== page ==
Are Cracks In Your Pool A Safety Risk?

If you're the owner of an in-ground swimming pool, you've likely seen cracks and splits develop as its foundation settles into the ground over time. Luckily, these fractures don't always call attention to existing safety hazards that may endanger you or the members of your household. But when they do, repairs and damage control could cost your family up to thousands of dollars — especially if ignored until the last minute, as contractors attempt to salvage your pool, backyard, and possibly even the structural features of your home.

Cracks form along the bottom and sides of your pool for different reasons, as there are many natural and manmade factors that impact its condition and lifespan. Therefore, it's important for homeowners to regularly inspect the state of their backyards and pools while also seeking routine maintenance from a skilled professional. A simple way to determine if a crack signals underlying damage is to observe its depth. Cracks that only penetrate the surface of your pool aren't likely to hint at extensive damage, while cracks that run deep are much more prone to suggest foundational issues that require immediate attention. Here's why your swimming pool develops cracks in the first place, as well as the different ways to go about repairing them.

When cracks require attention from an expert

Structural cracks are fractures that indicate severe issues with a swimming pool's foundation, which need to be cared for in order to avoid costly and time-consuming ruin. These types of fractures may signify leakage, shifting, or other urgent matters that could easily threaten the safety of your pool's guests if left unattended.

Cracks suggesting serious structural damage usually imply errors made on the contractor's part when installing the pool. For example, structural cracks can form as a result of curing a pool too soon, installing plumbing components incorrectly, or messing up a pool's mixed-to-applied concrete ratio. Structural cracks can also form if an in-ground pool is mistakenly installed in expansive soil featuring clay, which, when exposed to moisture, applies intense pressure upon a pool's foundation until the material gives and splits from stress. Building upon land that is uneven or susceptible to earthquakes is also a breeding ground for future structural issues. Hiring a skilled technician to inspect your property and install your swimming pool is an easy means to ensure your pool will be constructed with safety and longevity in mind.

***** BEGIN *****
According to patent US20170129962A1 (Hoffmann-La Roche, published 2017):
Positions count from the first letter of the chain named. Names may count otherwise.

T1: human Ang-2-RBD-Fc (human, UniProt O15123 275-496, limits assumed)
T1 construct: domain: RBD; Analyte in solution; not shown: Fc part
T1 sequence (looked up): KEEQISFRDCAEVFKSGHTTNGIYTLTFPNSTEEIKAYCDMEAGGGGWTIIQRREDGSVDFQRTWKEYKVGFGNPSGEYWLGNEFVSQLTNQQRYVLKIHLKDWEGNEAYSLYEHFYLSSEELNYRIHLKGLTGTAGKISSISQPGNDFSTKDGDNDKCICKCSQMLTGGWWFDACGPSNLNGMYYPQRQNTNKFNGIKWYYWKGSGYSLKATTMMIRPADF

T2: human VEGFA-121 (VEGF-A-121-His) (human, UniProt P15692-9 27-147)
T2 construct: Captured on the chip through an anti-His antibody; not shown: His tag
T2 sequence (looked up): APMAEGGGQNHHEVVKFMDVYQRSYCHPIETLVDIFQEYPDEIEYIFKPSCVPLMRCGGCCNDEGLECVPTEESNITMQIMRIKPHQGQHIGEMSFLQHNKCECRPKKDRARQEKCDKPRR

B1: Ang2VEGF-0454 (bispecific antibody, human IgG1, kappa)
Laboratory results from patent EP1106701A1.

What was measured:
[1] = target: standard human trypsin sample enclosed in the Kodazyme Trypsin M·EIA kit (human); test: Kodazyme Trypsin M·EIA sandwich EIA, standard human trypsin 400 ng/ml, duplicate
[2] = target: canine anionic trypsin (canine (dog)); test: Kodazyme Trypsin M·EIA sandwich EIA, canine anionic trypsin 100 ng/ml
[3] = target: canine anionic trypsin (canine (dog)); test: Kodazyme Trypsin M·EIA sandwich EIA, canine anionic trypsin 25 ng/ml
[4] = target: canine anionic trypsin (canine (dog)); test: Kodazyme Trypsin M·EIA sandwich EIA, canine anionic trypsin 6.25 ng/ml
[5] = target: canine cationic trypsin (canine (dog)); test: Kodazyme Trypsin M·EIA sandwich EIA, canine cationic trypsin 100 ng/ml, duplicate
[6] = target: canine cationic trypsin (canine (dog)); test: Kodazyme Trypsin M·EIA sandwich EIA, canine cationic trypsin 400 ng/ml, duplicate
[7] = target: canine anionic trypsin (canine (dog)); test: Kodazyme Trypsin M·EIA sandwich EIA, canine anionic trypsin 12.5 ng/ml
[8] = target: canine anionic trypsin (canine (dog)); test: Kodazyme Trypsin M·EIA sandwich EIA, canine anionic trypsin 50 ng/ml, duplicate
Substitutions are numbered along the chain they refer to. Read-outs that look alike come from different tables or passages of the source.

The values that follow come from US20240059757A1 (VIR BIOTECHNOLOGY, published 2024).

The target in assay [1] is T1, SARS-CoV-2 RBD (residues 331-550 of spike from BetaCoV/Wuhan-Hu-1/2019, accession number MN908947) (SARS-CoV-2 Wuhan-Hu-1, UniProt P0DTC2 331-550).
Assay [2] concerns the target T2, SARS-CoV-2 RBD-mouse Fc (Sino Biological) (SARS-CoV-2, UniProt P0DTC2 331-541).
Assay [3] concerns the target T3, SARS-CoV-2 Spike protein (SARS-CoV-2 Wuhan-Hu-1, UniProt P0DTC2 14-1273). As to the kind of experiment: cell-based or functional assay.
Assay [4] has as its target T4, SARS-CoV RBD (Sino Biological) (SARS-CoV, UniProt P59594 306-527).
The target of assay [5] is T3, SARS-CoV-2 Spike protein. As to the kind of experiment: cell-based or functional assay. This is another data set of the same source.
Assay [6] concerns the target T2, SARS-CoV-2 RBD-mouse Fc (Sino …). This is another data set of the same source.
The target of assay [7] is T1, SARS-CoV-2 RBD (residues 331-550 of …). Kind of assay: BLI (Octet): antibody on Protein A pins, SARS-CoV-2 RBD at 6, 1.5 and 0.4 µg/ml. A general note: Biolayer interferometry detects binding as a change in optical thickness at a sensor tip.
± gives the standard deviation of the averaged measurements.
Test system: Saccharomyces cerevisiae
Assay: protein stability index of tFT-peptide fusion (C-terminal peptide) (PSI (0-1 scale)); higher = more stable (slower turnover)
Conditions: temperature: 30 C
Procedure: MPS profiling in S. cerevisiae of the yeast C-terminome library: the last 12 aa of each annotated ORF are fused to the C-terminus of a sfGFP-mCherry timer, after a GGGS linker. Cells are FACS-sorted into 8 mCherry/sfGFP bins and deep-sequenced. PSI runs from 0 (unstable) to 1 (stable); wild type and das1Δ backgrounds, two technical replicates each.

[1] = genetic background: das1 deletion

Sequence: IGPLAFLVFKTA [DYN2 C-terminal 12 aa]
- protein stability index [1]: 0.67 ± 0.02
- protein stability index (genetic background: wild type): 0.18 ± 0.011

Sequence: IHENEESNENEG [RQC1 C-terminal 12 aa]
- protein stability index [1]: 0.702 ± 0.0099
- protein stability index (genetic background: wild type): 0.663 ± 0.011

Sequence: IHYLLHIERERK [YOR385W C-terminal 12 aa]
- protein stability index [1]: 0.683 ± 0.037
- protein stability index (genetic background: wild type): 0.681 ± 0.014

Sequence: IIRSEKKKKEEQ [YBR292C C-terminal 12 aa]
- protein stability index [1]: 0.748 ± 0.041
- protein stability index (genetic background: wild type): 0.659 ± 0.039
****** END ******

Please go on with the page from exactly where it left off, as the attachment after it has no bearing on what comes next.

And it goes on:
There aren't many ways to fix structural cracks in a pool's foundation, and the methods that are sound typically involve the help of a professional. Applying over-the-counter pool maintenance products like Pool Puddy isn't a sufficient way to fix these types of fractures yourself, as such products serve as only temporary solutions to large issues.

When cracks are harmless

In-ground pools are installed by lining a hole in the ground with a foundation of fiberglass, vinyl, or concrete. Each of these materials is susceptible to damage over time, though concrete is especially prone to cracking after initial installation, since the mixture of rock is more sensitive to changes in surrounding moisture. Thus, a common agent in crack formation is overly-hot or dry weather conditions during construction. Though surface-level cracks are almost unavoidable, small splits in the concrete can also lead to deeper fissures and should be tended to before they become worse.

These cracks — referred to as "check cracks" or "crazing" — usually begin to form within the first year of pool installation as the concrete adjusts to the arid environment. When new concrete is exposed to high temperatures or excessive amounts of water, the substance begins to shrink, resulting in minor, surface-level indentations. Crazing is also likely to appear if the pool's concrete lining is poured and cured on a windy day since strong breezes can cause concrete to dry unevenly before residents fill the pool with water. Essentially, check cracks are likely to occur any time the elements interfere with concrete's ability to dry and harden properly.

Crazing is easy to identify inside a swimming pool since the cracks normally appear in clusters or groups, as opposed to by themselves. Check cracks are also convenient for homeowners to patch singlehandedly and rarely ever indicate major structural issues.